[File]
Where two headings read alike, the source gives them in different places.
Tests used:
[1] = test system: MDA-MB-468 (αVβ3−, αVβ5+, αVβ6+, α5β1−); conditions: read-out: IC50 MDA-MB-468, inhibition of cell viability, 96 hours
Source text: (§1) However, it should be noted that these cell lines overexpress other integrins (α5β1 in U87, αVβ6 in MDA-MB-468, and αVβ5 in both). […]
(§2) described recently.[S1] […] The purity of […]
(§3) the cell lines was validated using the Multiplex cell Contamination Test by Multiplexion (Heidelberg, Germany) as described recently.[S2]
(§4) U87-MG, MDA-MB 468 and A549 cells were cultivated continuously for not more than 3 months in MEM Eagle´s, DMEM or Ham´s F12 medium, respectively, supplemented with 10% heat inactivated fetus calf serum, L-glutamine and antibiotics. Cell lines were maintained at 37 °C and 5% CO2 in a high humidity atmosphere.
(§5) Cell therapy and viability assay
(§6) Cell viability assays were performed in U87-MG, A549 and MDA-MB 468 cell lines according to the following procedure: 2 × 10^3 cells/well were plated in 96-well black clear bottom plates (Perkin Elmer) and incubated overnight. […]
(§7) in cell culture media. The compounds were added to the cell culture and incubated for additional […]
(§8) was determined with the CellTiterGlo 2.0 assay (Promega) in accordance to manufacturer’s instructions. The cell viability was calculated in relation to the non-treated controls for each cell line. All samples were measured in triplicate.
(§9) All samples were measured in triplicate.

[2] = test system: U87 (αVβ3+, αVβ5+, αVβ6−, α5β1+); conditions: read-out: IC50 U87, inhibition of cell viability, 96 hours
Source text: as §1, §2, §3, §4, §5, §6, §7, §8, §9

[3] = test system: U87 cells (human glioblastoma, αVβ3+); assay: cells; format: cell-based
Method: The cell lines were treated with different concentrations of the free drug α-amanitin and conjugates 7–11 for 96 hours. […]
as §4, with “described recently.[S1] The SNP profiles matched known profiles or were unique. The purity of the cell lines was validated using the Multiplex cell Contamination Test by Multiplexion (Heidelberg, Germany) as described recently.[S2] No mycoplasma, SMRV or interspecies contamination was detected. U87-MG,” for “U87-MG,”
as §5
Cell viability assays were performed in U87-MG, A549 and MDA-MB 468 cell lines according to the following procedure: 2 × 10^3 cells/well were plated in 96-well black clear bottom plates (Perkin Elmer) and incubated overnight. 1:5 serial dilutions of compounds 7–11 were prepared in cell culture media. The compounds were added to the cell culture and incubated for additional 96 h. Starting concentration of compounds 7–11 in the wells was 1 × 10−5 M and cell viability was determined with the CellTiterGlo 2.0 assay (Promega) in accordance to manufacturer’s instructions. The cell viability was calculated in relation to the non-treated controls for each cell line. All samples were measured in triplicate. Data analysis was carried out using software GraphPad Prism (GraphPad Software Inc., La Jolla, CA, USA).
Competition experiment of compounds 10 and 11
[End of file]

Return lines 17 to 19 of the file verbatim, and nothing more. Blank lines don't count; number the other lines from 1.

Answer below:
as §4, with “described recently.[S1] The SNP profiles matched known profiles or were unique. The purity of the cell lines was validated using the Multiplex cell Contamination Test by Multiplexion (Heidelberg, Germany) as described recently.[S2] No mycoplasma, SMRV or interspecies contamination was detected. U87-MG,” for “U87-MG,”
as §5
Cell viability assays were performed in U87-MG, A549 and MDA-MB 468 cell lines according to the following procedure: 2 × 10^3 cells/well were plated in 96-well black clear bottom plates (Perkin Elmer) and incubated overnight. 1:5 serial dilutions of compounds 7–11 were prepared in cell culture media. The compounds were added to the cell culture and incubated for additional 96 h. Starting concentration of compounds 7–11 in the wells was 1 × 10−5 M and cell viability was determined with the CellTiterGlo 2.0 assay (Promega) in accordance to manufacturer’s instructions. The cell viability was calculated in relation to the non-treated controls for each cell line. All samples were measured in triplicate. Data analysis was carried out using software GraphPad Prism (GraphPad Software Inc., La Jolla, CA, USA).